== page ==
Luciana d'Intino (San Vito al Tagliamento, 1959)

Considered one of the best mezzo-sopranos, she debuted as Azucena in Il Trovatore after having won the international Adriano Belli competition in Spoleto. She achieved great success in Aida at Covent Garden and at her debut at the Staatsoper-unter-den-Linden in Berlin. She has been an exceptional interpreter of the role of Eboli in Don Carlo in some of the world's greatest opera companies, including the Metropolitan, Bavarian State Opera, Monte Carlo Opéra, Rome Opera, Vienna Staatsoper, and Zurich Opera.

Mirella Freni (Modena, 1935)

Soprano. She was a child prodigy who was performing in public at the age of ten, singing in a RAI competition “Un bel dì vedremo” from Madama Butterfly, which she had learned by ear. The great tenor Beniamino Gigli, who had heard her in a private audition in Rome, advised her to study singing. She debuted on 3 February 1955 at Modena's Teatro Comunale in the role of Micaà«la in Bizet's Carmen, and she again interpreted this character at her La Scala debut in 1963. Her first great success as a lead singer at La Scala came the following year in La Bohème, conducted by Karajan, and the role of Mimì has always been her most acclaimed one.

George Prêtre (Waziers, 1924)

He studied conducting at the Douai Conservatory and then with André Cluytens at the Paris Conservatory. After graduating he began to conduct at various French opera houses before debuting at Paris's Opéra-Comique with Richard Strauss's Capriccio in 1956; his debut at the Royal Opera House, Covent Garden, took place in 1961. Beginning in the late 1960s he was repeatedly invited to La Scala and the Metropolitan Opera. He was one of Maria Callas's favorite conductors; they performed together in the theater and recorded some immortal operas (Carmen and Tosca). On 1 January 2008 he became the first French conductor to lead the Vienna Philharmonic's traditional New Year's concert, including a number of works that clearly refer to his native land (the Marseillaise among them).

Luciana Savignano (Milano, 1943)

Ballerina. Trained at La Scala's ballet school and then at the Bolshoi in Moscow, she performed Mario Pistoni's ballet, The Miraculous Mandarin, with music by Béla Bartók, at La Scala in 1968, and in 1972 became the company's prima ballerina and later étoile. At Maurice Béjart's invitation, she danced in the Ninth Symphony, Bolero, Romeo and Juliet, Symphonie pour un Homme Seul, and Ce Que l'Amour Me Dit. Among her best interpretations, L'Après-midi d'un Faune (1973), Sonata dell'Angoscia (1975), Cinderella (1977), The Taming of the Shrew (1980), I Promessi Sposi (1985), and Roland Petit's Blue Angel (1988) are particularly noteworthy.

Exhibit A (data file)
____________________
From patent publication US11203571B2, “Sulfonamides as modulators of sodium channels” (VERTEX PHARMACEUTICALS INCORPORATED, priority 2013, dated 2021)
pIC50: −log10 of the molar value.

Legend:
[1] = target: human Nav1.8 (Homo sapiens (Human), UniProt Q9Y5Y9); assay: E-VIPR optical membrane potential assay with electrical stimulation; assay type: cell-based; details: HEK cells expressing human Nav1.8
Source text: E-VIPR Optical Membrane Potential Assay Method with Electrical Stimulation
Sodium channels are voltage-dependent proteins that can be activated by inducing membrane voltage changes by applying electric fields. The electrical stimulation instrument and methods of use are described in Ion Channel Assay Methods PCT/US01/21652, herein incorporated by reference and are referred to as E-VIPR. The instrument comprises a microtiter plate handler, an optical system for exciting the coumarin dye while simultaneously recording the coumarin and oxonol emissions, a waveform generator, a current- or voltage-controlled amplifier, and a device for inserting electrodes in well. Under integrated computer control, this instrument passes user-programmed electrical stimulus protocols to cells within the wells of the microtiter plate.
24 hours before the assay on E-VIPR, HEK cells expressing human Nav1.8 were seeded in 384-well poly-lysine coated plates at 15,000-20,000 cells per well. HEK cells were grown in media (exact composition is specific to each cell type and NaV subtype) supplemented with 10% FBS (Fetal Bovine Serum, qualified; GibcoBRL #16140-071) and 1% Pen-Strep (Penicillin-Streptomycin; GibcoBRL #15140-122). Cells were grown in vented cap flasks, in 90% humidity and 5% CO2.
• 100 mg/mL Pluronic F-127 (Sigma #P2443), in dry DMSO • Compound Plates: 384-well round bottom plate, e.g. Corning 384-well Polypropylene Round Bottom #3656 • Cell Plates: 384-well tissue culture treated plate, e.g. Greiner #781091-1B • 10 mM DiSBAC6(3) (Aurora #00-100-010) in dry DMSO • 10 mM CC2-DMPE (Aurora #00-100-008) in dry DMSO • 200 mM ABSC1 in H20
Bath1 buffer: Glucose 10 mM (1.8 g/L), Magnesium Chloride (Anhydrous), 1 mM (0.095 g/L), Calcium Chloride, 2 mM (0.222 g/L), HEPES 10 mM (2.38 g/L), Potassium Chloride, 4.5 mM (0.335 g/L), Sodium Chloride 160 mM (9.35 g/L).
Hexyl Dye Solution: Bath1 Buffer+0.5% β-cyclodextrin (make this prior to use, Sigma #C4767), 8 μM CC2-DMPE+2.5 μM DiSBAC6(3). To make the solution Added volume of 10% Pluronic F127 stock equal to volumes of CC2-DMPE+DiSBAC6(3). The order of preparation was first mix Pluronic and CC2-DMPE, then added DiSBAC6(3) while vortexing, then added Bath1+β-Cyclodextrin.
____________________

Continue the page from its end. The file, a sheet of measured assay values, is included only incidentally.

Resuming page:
Daniela Dessì (Genova, 1960)

Sorpano. Her repertoire comprises about 70 operas, from Monteverdi to Prokofiev, including Baroque, Mozart, and Verdi roles. Memorable collaborations have included those with Riccardo Muti at La Scala (Don Carlos, Falstaff, Requiem, Così fan tutte, and Marriage of Figaro), with Claudio Abbado at the Vienna Staatsoper (Simon Boccanegra, Don Carlos, Tosca and Aida), at the Metropolitan in New York (Pagliacci, La Bohème,and Andrea Chenier), at the Deutsche Oper Berlin and in Dresden with Giuseppe Sinopoli (Aida and Requiem), at the Bavarian Staatsoper in Munich with Zubin Mehta (Falstaff, Requiem, Tosca, and Don Giovanni), at the Arena di Verona with Georges Prêtre and Zubin Mehta in the Verdi Requiem and other productions, including Otello, Aida, Tosca, and Madama Butterfly. During the 2006-07 season she returned to the Liceu in Barcelona in Manon Lescaut, staged by Liliana Cavani and conducted by Renato Palumbo.

Jose Carreras (Barcellona, 1946)

His debut as Flavio in Norma attracted the attention of the famous soprano Montserrat Caballé, who was singing the title role. She invited him to sing with her in Gaetano Donizetti's Lucrezia Borgia, and after that the two singers performed more than fifteen operas together. In 1972, Carreras debuted in America as Pinkerton in Madama Butterfly; in 1974 at the Vienna Staatsoper as the Duke of Mantua, at Covent Garden as Alfredo in La Traviata, and at the Metropolitan Opera as Cavaradossi in Tosca. The following year, Carreras debuted at La Scala as Riccardo in Un Ballo in Maschera. At the age of 28 he already had a repertoire of 24 operas. In 1990, following a long illness, he sang together with Luciano Pavarotti and Plácido Domingo on the occasion of the opening concert of the World Cup soccer championship in Rome.